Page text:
There might be nothing cuter than your new puppy catching a few ZZZs after a full day of play and discovery. Just look at this little guy.


It takes every bit of our strength to not pick up and cuddle him awake. But man oh man, does this pile of fluff do this often! So how much do puppies actually sleep? Around 15-20 hours a day! it’s almost hard to imagine because when they’re awake they are endless balls of energy that tumble around your home with seemingly no regard for their own safety or the safety of that decorative vase you got from your favorite auntie (it's okay, we know the pain). This much sleep is incredibly important to the health and happiness of a growing pup, so we have a few tips that will help you regulate their sleep and create good habits for the years to come.

Day Time Naps

Expect your new puppy to take a lot of small naps throughout the day, and when he does you’ll want to make sure that he does it in a designated quiet space. Using a crate or a doggy bed consistently encourages good sleep habits in the future and keeps him from having his cutie sleep disturbed. This is especially important if you have young children in the home, since they will be tempted to interact with their new best friend while he is trying to rest.

Nap times are going to happen no matter what, so keeping them consistent will be important for managing the little guy’s internal clock, not to mention your own schedule. Try creating designated play and walk times. Usually after this burst of activity your young pup will be ready for some shut eye, so that will help them stay on a more regular sleep schedule. Don’t get alarmed if their naps last 2+ hours. All of this sleep is normal and healthy for him.

Sleeping Through the Night

Puppies may sleep a lot, but there is a very small chance that your puppy will actually sleep through the night. Be ready, because most likely he’ll need to go potty while you’re trying to enjoy some well deserved rest. This behavior is normal, and is something that you can expect for the first 4 or so months. Making sure that you take him out to potty before bed will make these middle-of-the-night trips less frequent. It’ll be wise to place your pup’s designated sleeping space nearby. Not only will it make it easier for you to hear your new friend when he wakes up, but it will also help him feel closer to the family.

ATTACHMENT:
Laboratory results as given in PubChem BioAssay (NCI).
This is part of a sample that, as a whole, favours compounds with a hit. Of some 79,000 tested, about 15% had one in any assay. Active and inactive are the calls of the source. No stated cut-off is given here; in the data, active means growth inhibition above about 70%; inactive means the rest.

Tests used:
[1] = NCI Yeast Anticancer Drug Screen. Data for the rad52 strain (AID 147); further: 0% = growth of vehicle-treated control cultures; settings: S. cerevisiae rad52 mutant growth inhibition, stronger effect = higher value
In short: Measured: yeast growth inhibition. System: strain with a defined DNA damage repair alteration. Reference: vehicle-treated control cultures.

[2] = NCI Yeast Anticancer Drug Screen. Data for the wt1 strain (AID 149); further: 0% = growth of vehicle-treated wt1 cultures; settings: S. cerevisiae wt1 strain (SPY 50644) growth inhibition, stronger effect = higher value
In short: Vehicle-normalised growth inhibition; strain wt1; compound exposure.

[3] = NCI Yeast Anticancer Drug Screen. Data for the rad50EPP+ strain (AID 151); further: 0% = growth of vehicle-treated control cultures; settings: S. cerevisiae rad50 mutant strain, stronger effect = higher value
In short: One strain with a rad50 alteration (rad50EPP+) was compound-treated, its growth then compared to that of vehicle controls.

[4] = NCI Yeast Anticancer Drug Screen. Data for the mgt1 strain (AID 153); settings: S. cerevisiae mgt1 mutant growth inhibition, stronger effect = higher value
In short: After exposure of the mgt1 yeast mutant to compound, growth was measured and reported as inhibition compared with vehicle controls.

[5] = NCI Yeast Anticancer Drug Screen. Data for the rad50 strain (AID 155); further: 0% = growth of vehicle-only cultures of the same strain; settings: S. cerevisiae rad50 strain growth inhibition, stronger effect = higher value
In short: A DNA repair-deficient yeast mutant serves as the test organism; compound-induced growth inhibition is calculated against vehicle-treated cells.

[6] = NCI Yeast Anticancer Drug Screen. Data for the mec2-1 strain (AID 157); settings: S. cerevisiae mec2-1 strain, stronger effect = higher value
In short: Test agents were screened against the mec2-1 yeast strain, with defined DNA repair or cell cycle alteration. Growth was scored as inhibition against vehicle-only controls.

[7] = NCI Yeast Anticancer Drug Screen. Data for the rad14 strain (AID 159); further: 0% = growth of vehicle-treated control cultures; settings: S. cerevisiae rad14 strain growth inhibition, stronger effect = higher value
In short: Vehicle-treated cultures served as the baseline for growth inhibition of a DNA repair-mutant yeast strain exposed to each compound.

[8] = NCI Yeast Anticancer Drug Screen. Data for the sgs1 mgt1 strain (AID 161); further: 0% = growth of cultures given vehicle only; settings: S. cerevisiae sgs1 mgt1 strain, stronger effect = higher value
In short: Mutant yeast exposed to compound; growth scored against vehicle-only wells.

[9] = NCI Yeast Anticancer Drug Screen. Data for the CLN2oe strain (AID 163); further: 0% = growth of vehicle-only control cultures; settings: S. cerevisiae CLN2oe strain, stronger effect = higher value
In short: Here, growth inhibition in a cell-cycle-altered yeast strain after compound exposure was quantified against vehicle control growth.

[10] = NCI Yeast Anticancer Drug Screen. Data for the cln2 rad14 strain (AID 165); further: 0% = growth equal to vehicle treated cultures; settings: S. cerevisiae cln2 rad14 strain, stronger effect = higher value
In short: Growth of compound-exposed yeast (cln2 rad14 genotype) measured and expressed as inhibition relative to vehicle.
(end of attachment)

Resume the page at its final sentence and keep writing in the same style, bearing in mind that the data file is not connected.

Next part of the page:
The Designated Sleeping Space

A new home and family can be an unsettling situation for a young dog. An inviting sleeping area will go a long way to making them comfortable. A good doggy bed or a crate in a quiet room is a great start, but keep in mind that it may take a little while for some dogs to get acclimated to the crate. A soft item that carries the scent of his mother or siblings will help him relax, as well as a few items that smell like his new family to help with the transition. As for the bedtime T.V. watchers among us, try to keep the volume down and the light low. Quiet and darkness should be cues for the young pupper to call it a night.

Keeping a consistent activity and eating schedule will help regulate how and when you puppy sleeps. Making this a routine will allow you and your pup keep a healthy sleeping schedule. Remember, sleep is vital to a growing dog, so although it may seem like a lot of work at first, it’s totally worth the well adjusted sleep habits you’re helping him build.